Police in Senegal Release Men Jailed for ‘Gay Wedding’

Several men who were arrested and jailed in connection with a “gay wedding” after photos were published in Icone magazine by its editor, Mansour Dieng, have been released, according to the BBC.

Senegal_2I posted about the arrests on Monday. Dieng reportedly published the photos to lend credibility to a prior article on homosexuality in the west African, predominantly Muslim country.

The number of men arrested is unclear, but the International Gay and Lesbian Human Rights Commission (IGLHRC) reported that the number may have been as high as 20, which also reported “The wedding is believed to have taken place in a discrete location in Dakar more than a year-and-a-half ago. Sources report that the photographs were sold to the sensationalist magazine by the photographer for 1,500,000 ($3000) CFA francs. The arrests were reportedly undertaken upon the orders of Mr. Asane Ndoye, head of the Senegalese Police’s Division of Criminal Investigation.”

Senegal ‘gay wedding’ men freed [bbc]

Arrests in Senegal over ‘Gay Wedding’, Publication of Photos [tr]


  1. says

    Yeah,I saw the article on bbconline (I didn’t know there was a post about this here)and you know what the sad part is?
    Sénégal, like most other third world countries(with maybe the exception of fundamentalist islamic countries,Morrocco and Tunisia aside)have rich and powerful “openly” gay men, and by openly I mean, they have sex with other men and the public knows but due to their social status, no one can touch them. The average joe on the other hand,risks being imprisoned or worse. I really don’t know how long this nonsense will need to go on before the western governments start taking action and *really* pressure these governments to protect their citizens from all types of discrimination. *SIGHS*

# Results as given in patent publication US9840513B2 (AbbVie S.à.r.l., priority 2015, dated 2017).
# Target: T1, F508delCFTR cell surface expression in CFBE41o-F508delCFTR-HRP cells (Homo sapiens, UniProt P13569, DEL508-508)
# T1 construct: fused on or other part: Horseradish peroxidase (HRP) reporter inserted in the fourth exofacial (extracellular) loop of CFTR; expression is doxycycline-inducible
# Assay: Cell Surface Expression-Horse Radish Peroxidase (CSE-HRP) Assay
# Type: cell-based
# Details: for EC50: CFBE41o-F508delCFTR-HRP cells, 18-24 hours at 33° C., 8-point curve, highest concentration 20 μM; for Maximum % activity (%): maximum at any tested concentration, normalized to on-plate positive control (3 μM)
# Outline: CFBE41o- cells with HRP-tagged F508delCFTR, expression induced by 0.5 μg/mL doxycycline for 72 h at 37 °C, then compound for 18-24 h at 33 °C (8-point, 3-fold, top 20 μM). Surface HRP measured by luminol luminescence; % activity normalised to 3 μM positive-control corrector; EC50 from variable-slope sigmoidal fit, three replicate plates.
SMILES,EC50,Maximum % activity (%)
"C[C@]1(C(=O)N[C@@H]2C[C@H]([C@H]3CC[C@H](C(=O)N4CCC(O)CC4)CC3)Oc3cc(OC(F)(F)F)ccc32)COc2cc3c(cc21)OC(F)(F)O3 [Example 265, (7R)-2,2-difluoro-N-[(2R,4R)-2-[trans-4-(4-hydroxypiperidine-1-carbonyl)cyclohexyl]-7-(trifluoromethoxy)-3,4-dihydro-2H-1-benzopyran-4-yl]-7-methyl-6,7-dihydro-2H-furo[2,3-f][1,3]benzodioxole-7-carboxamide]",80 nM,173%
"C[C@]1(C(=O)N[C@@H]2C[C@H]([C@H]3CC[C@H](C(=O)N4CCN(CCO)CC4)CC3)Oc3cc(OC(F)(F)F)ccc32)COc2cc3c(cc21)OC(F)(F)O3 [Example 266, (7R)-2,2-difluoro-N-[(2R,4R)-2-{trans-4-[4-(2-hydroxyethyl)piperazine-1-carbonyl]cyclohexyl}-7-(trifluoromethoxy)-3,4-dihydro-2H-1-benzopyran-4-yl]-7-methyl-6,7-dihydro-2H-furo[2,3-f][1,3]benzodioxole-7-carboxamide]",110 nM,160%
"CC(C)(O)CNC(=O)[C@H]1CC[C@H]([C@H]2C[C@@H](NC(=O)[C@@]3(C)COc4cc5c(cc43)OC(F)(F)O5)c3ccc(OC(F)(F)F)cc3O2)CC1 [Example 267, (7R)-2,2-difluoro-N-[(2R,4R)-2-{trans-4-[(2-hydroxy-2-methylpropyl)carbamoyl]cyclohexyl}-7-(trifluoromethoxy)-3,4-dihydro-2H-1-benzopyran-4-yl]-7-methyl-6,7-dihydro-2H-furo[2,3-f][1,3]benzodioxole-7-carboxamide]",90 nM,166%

2. Derrick from Philly says

    Thanks for your insight on the subject, Shabaka. And isn’t this another case of a country using “Western Gay Culture” for what’s been a part of their culture(s) forever. Why would the idea of “gay marriage” even be an issue in Senegal if they hadn’t heard about the controversy over here in the US & Europe. Yes, some ceremony may have occured, but it’s news from the West which these governments, and government controlled news media are using to ignite anti-gay sentiment. Some say it’s a case of these governments trying to distract the people away from real problems (corruption, financial mismanagement) with foolishness. Unfortunately, gay people are paying with their lives–from Iran, to Latvia, to Saudi Arabia to Senegal.

  3. says

    Yes Derrick! These corrupt governments feel pressured to attend to the needs of their people and since they can’t deliver, SGL’s are turned into scapegoats. My cousin spent one summer in Dakar and he said that there’s a fierce underground gay life down there. Sad fact but that’s how it is. And they’ve got fine men too! **DEEP SIGHS**

  4. pablo says

    I lived there for a years and really liked the place. Their government is one of the best/most democratic and stable in Africa. Most of the people that i encountered had a live and let live mentality-as long as you were fulfilling your obligations to society(which include having a family)whatever else you did was your business. I’m not sure but i believe that the “crimes against nature laws” are left over from their colonial days.